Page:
I am a person who likes to read intent. I learn from what I have read, and apply it to my life and ministry. This is the motif of my blog: practical theology. Here are a couple things we can learn from fundamentalism.
There are basically two extreme both ending in the same results concerning fundamentalism. First, if you recall, fundamentalism was a backlash to theological liberalism. The fundamentalist I believe had their hearts in the right place when they decided to break away from the parent organizations, whatever they may be, because avoiding conflict lead to theological compromise. If this happens enough, all doctrine is thus eroded away, ultimately ending in some form of universalism, which kills missions.
The other extreme is the flip side of that coin, which is intentional separatism. Many fundamentalist groups pride themselves in their separatism, but separatism is just as bad as avoiding compromise. If it is allowed to perpetuate, schism upon schism will occur to the point that there is no cooperation. This too is the death of missions. There is no conceivable way that a single local church can reach the globe alone. Cooperation is absolutely required. If it does not exist, then missions will die.
Wade Burleson is right on his observations on narrowing the parameters for cooperation. It is going to the second extreme, and if it is allowed to continue, missions will die. If missions in the SBC are going to survive, then it has to strike a balance between the two. The principle I like to use is the principle of the lowest common denominator. This is a foundational set of doctrines that a group agrees so they can cooperate. For Southern Baptists, this should be the Baptist Faith and Message. This document by no means though is set in stone, and needs to be updated periodically to reflect the changing culture. The choice to cooperate is in the hands of the local churches because there is a bright-line. Certainly, some won't cooperate, but such a principle allows for cooperation without perpetuating either extreme, thus allowing missions to thrive.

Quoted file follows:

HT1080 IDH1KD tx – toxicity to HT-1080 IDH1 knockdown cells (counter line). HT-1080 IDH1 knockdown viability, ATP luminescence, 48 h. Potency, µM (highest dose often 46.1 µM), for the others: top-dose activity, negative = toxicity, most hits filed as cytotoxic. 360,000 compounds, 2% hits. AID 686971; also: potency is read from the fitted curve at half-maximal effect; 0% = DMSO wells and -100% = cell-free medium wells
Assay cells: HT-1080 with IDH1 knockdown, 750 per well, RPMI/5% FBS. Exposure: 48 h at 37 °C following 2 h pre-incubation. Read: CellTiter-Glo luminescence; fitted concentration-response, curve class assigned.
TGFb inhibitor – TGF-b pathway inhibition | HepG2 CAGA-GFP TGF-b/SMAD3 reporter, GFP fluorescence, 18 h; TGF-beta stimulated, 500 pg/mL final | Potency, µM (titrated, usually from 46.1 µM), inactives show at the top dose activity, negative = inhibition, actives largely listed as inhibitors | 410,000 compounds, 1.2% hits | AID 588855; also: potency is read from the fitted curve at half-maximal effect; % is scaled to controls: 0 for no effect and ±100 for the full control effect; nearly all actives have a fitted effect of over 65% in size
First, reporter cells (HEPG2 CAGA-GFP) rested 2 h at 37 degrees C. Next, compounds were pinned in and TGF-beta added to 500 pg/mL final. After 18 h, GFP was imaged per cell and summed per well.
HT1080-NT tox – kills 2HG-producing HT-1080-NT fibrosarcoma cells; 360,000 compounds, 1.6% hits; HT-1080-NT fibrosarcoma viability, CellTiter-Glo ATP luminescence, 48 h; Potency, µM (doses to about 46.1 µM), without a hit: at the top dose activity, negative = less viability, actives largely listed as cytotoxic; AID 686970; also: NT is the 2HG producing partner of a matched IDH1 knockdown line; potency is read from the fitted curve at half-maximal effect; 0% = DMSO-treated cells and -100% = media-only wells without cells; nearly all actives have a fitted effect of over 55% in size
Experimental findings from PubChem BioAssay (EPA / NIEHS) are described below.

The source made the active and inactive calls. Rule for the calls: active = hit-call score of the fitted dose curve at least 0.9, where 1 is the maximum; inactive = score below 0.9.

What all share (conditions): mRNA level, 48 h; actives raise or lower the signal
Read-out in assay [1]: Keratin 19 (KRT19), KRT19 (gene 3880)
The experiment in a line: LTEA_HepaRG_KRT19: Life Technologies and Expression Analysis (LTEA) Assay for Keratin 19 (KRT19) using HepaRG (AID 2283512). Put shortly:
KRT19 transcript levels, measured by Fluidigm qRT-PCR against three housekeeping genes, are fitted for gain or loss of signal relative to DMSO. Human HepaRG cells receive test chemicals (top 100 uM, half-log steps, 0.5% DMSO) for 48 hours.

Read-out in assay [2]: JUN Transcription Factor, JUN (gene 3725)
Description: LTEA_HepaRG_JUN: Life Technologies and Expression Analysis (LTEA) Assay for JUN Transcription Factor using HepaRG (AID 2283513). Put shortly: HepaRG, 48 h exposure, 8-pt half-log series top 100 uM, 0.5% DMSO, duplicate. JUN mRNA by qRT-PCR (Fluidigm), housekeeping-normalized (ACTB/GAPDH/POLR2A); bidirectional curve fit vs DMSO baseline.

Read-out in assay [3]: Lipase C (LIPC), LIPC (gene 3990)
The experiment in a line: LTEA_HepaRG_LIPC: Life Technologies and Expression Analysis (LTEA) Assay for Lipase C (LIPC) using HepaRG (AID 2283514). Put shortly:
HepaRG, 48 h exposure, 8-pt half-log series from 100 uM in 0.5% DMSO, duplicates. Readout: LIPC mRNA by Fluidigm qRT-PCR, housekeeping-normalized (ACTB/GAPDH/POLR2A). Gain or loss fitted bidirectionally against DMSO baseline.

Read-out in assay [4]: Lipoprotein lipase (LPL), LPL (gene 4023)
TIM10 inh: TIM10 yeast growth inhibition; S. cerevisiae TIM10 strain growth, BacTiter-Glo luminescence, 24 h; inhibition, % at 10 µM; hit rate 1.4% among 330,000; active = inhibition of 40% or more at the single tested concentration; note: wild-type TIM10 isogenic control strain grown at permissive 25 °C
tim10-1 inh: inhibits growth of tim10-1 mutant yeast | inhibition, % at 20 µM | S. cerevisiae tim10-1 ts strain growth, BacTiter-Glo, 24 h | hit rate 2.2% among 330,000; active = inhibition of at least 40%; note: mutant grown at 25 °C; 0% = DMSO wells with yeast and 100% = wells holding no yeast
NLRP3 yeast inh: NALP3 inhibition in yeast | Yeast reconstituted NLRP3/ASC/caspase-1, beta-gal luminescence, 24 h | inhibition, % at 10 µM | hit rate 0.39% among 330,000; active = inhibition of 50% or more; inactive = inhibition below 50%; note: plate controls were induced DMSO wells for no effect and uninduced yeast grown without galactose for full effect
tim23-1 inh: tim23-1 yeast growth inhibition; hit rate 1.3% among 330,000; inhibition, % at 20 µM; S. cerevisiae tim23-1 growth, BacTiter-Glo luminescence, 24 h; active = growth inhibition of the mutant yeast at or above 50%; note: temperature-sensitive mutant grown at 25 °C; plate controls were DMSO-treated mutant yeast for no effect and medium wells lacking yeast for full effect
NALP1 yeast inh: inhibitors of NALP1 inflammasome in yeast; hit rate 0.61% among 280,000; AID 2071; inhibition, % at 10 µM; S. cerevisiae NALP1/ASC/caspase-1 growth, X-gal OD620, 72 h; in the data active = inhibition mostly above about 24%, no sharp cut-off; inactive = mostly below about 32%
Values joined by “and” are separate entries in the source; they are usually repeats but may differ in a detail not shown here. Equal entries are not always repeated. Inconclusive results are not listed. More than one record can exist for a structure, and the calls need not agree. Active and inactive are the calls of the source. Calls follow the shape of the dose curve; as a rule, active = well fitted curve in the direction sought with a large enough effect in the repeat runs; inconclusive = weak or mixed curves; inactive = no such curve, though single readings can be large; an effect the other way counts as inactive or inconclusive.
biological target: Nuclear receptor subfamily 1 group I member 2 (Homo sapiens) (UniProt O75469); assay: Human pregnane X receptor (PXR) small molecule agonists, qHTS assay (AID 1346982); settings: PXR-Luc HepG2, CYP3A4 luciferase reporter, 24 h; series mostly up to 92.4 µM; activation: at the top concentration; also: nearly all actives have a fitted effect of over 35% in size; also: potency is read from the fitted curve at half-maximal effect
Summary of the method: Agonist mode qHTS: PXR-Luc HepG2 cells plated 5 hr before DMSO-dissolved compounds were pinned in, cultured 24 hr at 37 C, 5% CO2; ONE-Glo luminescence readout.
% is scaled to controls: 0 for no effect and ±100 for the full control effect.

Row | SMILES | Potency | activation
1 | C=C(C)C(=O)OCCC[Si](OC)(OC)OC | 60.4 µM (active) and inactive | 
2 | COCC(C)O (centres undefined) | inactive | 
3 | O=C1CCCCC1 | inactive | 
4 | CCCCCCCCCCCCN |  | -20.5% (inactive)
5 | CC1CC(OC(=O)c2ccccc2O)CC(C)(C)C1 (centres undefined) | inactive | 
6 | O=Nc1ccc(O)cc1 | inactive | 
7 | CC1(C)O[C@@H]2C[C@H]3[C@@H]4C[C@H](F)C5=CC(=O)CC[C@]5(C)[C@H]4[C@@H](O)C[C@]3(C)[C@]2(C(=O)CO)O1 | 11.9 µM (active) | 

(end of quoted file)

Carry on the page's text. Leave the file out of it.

joe kennedy said at 5/17/2006 11:14 PM...
besides, let's face it. maybe the way we do international missions should change anyway. think hudson taylor. are we really doing that?